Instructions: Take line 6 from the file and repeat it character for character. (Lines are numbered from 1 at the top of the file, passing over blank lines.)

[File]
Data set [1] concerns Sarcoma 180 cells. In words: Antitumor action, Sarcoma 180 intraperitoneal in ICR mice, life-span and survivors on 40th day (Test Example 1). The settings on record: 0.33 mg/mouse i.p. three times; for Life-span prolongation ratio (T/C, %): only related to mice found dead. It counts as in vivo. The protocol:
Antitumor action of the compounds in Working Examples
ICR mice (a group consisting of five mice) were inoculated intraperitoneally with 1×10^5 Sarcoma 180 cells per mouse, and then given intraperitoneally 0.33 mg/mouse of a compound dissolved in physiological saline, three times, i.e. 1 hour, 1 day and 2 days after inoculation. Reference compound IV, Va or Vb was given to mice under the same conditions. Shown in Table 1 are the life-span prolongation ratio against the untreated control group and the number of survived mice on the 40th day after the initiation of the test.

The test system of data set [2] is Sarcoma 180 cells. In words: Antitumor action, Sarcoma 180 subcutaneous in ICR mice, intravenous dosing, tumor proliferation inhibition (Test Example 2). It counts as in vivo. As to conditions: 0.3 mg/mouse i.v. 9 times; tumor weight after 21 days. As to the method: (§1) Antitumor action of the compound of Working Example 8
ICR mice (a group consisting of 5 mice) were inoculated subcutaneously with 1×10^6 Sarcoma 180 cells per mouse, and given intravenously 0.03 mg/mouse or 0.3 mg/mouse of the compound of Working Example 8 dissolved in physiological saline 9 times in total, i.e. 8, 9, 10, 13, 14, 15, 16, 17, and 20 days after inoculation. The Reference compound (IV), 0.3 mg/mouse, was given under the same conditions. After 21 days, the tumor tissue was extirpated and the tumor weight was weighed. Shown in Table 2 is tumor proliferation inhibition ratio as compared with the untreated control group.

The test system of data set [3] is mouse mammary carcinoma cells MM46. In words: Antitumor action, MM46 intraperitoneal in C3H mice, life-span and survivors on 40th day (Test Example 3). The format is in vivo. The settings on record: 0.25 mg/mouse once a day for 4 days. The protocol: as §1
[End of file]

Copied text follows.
The test system of data set [3] is mouse mammary carcinoma cells MM46. In words: Antitumor action, MM46 intraperitoneal in C3H mice, life-span and survivors on 40th day (Test Example 3). The format is in vivo. The settings on record: 0.25 mg/mouse once a day for 4 days. The protocol: as §1